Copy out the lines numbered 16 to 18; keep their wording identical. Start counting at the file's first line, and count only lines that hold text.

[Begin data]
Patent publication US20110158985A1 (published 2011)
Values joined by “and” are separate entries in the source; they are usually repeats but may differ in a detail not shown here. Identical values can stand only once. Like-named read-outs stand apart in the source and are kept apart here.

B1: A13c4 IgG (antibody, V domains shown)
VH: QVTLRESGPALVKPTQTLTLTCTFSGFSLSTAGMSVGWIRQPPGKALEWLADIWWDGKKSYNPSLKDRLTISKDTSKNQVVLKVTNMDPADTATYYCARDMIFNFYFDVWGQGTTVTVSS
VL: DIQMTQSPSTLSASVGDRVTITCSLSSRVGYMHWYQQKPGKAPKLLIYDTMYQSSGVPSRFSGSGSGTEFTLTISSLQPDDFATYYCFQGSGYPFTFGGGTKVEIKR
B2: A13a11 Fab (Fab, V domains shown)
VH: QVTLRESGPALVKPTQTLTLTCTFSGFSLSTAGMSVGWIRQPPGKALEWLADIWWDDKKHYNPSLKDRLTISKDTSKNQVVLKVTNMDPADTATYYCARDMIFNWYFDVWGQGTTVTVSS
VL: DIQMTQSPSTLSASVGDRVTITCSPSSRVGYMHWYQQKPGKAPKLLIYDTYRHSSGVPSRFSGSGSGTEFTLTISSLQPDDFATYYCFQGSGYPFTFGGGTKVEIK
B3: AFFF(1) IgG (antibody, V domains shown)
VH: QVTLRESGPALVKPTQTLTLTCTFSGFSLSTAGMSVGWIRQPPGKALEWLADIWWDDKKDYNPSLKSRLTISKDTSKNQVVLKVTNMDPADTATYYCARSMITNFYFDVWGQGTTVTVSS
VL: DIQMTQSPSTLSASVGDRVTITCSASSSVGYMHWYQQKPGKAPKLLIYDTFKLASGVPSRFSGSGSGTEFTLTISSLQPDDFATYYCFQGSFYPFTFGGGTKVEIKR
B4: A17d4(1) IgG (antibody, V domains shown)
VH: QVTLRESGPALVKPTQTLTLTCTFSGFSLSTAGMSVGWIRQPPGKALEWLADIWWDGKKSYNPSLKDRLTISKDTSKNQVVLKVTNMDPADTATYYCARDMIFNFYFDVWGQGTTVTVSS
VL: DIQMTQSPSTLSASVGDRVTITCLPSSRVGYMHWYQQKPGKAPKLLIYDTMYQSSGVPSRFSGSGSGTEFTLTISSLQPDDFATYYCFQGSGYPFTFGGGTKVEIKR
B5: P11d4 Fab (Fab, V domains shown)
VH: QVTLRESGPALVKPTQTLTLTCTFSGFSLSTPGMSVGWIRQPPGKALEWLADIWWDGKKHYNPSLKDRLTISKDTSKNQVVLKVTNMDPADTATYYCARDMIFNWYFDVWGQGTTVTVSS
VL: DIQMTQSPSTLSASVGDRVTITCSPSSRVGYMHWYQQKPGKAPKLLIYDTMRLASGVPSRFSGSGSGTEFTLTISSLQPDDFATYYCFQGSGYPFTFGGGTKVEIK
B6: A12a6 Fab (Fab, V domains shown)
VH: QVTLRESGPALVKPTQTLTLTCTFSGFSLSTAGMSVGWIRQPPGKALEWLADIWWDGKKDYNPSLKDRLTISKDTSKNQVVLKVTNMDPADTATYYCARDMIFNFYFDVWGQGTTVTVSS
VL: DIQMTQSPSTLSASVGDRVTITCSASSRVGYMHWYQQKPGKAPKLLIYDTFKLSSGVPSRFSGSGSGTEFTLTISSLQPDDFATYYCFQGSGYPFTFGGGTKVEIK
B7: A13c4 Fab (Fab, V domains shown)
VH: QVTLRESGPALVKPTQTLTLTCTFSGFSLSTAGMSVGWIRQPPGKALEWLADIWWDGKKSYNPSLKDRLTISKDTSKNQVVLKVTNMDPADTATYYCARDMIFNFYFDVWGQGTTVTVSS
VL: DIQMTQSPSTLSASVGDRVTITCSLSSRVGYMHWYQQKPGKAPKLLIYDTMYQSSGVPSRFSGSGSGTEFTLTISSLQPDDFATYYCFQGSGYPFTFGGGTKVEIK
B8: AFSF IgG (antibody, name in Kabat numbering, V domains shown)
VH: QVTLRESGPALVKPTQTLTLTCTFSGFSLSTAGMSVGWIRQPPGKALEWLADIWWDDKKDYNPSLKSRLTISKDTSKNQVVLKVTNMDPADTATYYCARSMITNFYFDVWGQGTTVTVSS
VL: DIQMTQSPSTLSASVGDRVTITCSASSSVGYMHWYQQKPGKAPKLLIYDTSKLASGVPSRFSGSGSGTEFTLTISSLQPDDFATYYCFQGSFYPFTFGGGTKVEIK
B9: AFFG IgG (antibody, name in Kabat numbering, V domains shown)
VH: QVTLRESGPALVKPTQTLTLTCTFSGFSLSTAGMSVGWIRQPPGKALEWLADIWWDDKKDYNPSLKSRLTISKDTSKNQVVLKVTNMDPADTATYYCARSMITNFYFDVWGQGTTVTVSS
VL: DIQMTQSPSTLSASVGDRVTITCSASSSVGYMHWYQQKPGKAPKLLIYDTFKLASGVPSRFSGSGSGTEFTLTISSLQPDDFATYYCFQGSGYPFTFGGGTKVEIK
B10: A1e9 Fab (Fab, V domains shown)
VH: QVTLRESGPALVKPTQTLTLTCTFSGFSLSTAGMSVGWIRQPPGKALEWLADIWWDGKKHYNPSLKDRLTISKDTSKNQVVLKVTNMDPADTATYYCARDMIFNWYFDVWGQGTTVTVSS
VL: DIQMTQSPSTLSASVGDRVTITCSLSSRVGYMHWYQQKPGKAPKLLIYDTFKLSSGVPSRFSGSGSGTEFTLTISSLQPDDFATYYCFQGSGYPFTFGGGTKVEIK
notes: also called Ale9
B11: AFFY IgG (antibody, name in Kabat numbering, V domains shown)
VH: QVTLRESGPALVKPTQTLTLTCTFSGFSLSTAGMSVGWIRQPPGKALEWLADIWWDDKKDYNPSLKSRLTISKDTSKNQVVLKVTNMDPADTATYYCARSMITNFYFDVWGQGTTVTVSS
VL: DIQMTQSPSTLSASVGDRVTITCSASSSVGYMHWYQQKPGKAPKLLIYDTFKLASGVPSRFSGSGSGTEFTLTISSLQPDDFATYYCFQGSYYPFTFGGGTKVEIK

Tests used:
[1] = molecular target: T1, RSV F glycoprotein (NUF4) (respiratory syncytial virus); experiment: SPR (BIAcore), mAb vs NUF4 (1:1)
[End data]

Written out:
VH: QVTLRESGPALVKPTQTLTLTCTFSGFSLSTPGMSVGWIRQPPGKALEWLADIWWDGKKHYNPSLKDRLTISKDTSKNQVVLKVTNMDPADTATYYCARDMIFNWYFDVWGQGTTVTVSS
VL: DIQMTQSPSTLSASVGDRVTITCSPSSRVGYMHWYQQKPGKAPKLLIYDTMRLASGVPSRFSGSGSGTEFTLTISSLQPDDFATYYCFQGSGYPFTFGGGTKVEIK
B6: A12a6 Fab (Fab, V domains shown)